It is said that history is written by the winners. Soldier of the Cuban Revolution: From the Cane Fields of Oriente to General of the Revolutionary Armed Forces, by Luis Alfonso Zayas, presents events of the Cuban revolution through the eyes of a man who was there, playing an intimate role in these momentous events.
Luis Alfonso Zayas grew up in rural Cuba during the years before the revolution of the late 1950′s. His father was a colono, a farmer growing sugar cane on land he owned in Oriente province. Zayas describes in detail and with passion the hardships endured by farmers and farm laborers alike in a system dominated by the sugar mill owners, primarily US-based corporations, and enforced by the Guardia Rural. He explains the quota system that capped the amount of sugar cane that could be cut each year, effectively keeping the colono forever in debt to the mill owner. Zayas recounts life in pre-revolution rural Cuba as harsh and precarious, without adequate roads or communication systems, little health care, and very little education for the peasants. It was truly fertile ground for revolution.
The author explains how he joined the fledgling revolutionary movement, and relates how he fought with Castro’s militia beginning in the mountains through their victory in 1959. Along the way, Zayas rose in rank from an untrained foot soldier to a Commander in the Revolutionary Armed Forces who later went to Angola along with nearly 375,000 other Cubans to fight against the invasion of South Africa’s apartheid government. Throughout his military career, until he retired as a Brigadier General in the Revolutionary Armed Forces in 1998, he also held positions central to the country’s Agriculture Ministry and to the Cuban Communist Party in one of the most underdeveloped parts of Cuba.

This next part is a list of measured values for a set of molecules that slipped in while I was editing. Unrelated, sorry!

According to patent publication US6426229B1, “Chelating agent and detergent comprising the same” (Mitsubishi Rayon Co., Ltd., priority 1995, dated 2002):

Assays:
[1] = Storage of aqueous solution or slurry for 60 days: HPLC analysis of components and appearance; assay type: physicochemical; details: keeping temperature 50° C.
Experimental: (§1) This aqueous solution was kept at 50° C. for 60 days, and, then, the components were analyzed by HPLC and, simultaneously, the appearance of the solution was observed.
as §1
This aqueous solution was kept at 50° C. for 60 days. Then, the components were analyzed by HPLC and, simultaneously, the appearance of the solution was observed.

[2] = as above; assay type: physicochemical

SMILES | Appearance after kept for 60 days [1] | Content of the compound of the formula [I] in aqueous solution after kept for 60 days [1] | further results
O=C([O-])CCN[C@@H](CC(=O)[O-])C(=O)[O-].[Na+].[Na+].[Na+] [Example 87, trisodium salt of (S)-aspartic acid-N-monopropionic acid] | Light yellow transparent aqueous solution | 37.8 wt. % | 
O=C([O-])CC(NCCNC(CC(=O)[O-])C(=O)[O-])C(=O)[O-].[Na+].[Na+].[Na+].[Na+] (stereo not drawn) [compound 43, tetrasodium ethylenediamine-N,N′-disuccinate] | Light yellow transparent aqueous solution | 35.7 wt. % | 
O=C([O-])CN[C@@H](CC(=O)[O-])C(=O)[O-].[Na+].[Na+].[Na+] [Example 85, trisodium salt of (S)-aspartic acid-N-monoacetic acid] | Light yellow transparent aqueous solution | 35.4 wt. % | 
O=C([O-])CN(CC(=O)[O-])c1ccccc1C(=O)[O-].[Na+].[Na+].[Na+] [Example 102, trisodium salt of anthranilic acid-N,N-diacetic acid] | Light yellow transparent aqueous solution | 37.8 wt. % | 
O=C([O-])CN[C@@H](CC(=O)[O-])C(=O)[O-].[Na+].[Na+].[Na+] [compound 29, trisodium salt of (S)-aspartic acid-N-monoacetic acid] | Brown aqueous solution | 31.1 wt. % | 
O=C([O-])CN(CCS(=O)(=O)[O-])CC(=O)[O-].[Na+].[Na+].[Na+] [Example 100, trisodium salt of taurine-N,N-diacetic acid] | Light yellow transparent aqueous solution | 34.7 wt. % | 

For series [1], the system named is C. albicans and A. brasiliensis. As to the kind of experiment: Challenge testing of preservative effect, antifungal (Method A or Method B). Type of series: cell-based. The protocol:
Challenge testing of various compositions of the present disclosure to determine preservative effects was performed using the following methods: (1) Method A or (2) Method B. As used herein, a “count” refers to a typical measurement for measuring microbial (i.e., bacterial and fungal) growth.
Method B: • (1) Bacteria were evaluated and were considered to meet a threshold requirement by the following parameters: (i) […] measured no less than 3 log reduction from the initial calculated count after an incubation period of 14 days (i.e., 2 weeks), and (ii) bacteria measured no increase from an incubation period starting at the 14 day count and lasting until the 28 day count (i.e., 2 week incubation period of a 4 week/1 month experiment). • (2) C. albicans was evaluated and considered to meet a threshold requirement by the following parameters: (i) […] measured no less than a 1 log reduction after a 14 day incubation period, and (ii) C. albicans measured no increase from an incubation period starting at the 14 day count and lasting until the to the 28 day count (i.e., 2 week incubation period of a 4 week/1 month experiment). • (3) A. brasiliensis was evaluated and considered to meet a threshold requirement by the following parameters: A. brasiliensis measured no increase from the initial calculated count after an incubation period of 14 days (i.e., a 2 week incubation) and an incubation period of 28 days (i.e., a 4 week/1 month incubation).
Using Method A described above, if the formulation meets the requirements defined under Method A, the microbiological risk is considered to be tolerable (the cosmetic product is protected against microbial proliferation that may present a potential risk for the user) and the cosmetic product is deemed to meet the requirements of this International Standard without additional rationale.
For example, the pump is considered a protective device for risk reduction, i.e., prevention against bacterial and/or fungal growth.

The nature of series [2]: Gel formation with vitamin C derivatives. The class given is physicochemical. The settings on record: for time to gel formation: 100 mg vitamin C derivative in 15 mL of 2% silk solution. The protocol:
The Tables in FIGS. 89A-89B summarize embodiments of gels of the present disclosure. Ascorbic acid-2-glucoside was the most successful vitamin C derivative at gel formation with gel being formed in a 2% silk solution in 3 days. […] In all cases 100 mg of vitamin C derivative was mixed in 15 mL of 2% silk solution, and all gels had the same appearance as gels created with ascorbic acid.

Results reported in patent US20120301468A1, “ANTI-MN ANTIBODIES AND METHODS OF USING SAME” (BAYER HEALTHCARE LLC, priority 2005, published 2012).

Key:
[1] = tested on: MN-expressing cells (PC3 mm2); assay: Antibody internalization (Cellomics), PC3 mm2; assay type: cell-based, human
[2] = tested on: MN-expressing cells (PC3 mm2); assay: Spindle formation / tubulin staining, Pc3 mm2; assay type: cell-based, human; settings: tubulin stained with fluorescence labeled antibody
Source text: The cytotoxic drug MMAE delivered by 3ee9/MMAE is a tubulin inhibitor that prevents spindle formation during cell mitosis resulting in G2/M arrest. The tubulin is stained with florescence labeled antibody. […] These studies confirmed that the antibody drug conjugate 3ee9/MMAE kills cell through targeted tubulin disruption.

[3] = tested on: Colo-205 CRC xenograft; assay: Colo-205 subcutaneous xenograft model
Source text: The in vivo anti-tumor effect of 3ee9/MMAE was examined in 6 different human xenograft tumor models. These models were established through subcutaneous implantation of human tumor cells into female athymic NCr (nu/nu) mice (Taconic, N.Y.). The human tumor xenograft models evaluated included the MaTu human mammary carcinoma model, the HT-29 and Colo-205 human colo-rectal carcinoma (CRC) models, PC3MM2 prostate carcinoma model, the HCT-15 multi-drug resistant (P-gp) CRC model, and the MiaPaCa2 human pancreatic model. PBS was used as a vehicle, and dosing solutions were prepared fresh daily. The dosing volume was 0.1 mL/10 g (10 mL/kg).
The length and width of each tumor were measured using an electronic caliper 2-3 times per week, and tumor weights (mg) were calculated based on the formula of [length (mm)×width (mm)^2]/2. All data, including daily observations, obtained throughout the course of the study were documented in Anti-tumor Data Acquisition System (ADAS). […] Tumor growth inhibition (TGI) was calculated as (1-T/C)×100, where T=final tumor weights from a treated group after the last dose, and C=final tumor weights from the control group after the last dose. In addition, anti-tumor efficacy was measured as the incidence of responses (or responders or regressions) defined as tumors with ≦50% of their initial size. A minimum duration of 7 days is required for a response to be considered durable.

The book is the result of a series of interviews of Zayas conducted by Mary-Alice Waters and others, primarily in 2007 and 2009 in Havana. In the interview format, Zayas responds to questions advanced by Waters and the answers are sometimes rambling and filled with detail, such as lists of names of people and places which are likely more significant to those who know a great deal more about the locale and its history than the average reader. Fortunately, a glossary of individuals, organizations, and events is included. The book is well illustrated with black-and-white photos.
Soldier of the Cuban Revolution is one of a series of several books published by Pathfinder Press about the Cuban Revolution. In her introduction, Waters asserts the workers and farmers of Cuba accomplished the impossible: “They broke the armed might, and then the economic power, of the existing ruling class and set out to create a just world order.” Whether they have fully accomplished their task is for future historians to decide; but, for now, the revolutionaries like Zayas are the winners and as such they have won the right to tell their story.